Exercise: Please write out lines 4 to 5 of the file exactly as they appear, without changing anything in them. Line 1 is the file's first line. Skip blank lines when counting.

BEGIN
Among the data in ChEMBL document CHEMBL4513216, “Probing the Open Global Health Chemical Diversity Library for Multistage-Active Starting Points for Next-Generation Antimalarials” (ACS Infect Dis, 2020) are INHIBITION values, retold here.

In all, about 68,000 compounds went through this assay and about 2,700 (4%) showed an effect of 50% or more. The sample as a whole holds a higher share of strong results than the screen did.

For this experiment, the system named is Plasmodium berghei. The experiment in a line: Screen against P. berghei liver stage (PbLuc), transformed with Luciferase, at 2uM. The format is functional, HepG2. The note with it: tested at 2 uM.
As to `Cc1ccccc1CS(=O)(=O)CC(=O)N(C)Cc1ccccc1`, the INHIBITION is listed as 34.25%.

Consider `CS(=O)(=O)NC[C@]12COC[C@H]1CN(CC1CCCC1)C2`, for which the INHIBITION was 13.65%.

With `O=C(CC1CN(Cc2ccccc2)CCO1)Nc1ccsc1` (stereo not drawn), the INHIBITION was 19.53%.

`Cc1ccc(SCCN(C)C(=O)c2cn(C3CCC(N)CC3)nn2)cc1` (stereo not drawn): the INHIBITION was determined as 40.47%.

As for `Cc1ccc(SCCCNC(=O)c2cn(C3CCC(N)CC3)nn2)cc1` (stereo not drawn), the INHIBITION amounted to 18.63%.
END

As to `Cc1ccccc1CS(=O)(=O)CC(=O)N(C)Cc1ccccc1`, the INHIBITION is listed as 34.25%.

Consider `CS(=O)(=O)NC[C@]12COC[C@H]1CN(CC1CCCC1)C2`, for which the INHIBITION was 13.65%.